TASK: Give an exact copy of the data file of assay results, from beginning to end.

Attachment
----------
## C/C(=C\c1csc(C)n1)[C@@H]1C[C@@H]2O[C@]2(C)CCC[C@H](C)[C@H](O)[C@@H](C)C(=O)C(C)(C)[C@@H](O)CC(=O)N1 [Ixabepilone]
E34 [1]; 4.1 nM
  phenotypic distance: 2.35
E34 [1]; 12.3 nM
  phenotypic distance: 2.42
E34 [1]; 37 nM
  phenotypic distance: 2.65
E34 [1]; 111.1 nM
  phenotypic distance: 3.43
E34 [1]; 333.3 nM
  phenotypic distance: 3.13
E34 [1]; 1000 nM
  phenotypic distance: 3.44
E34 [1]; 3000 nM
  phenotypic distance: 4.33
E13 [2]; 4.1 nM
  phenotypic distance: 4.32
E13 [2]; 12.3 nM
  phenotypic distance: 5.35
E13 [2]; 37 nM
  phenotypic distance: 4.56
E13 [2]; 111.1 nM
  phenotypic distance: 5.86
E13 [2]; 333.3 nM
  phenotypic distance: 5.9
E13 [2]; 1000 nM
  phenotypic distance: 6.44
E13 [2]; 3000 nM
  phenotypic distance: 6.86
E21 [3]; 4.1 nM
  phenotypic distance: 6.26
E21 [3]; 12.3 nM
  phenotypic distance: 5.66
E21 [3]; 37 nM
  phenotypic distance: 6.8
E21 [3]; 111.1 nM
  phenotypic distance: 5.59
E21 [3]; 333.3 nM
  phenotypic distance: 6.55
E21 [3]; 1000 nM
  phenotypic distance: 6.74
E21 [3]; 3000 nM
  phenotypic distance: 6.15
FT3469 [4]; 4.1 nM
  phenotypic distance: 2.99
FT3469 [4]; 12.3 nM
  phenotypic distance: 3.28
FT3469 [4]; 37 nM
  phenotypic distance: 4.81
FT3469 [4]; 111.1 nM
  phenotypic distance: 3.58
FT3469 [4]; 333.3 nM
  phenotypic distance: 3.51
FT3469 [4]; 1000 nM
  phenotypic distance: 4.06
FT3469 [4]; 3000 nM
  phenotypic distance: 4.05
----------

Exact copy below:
## C/C(=C\c1csc(C)n1)[C@@H]1C[C@@H]2O[C@]2(C)CCC[C@H](C)[C@H](O)[C@@H](C)C(=O)C(C)(C)[C@@H](O)CC(=O)N1 [Ixabepilone]
E34 [1]; 4.1 nM
  phenotypic distance: 2.35
E34 [1]; 12.3 nM
  phenotypic distance: 2.42
E34 [1]; 37 nM
  phenotypic distance: 2.65
E34 [1]; 111.1 nM
  phenotypic distance: 3.43
E34 [1]; 333.3 nM
  phenotypic distance: 3.13
E34 [1]; 1000 nM
  phenotypic distance: 3.44
E34 [1]; 3000 nM
  phenotypic distance: 4.33
E13 [2]; 4.1 nM
  phenotypic distance: 4.32
E13 [2]; 12.3 nM
  phenotypic distance: 5.35
E13 [2]; 37 nM
  phenotypic distance: 4.56
E13 [2]; 111.1 nM
  phenotypic distance: 5.86
E13 [2]; 333.3 nM
  phenotypic distance: 5.9
E13 [2]; 1000 nM
  phenotypic distance: 6.44
E13 [2]; 3000 nM
  phenotypic distance: 6.86
E21 [3]; 4.1 nM
  phenotypic distance: 6.26
E21 [3]; 12.3 nM
  phenotypic distance: 5.66
E21 [3]; 37 nM
  phenotypic distance: 6.8
E21 [3]; 111.1 nM
  phenotypic distance: 5.59
E21 [3]; 333.3 nM
  phenotypic distance: 6.55
E21 [3]; 1000 nM
  phenotypic distance: 6.74
E21 [3]; 3000 nM
  phenotypic distance: 6.15
FT3469 [4]; 4.1 nM
  phenotypic distance: 2.99
FT3469 [4]; 12.3 nM
  phenotypic distance: 3.28
FT3469 [4]; 37 nM
  phenotypic distance: 4.81
FT3469 [4]; 111.1 nM
  phenotypic distance: 3.58
FT3469 [4]; 333.3 nM
  phenotypic distance: 3.51
FT3469 [4]; 1000 nM
  phenotypic distance: 4.06
FT3469 [4]; 3000 nM
  phenotypic distance: 4.05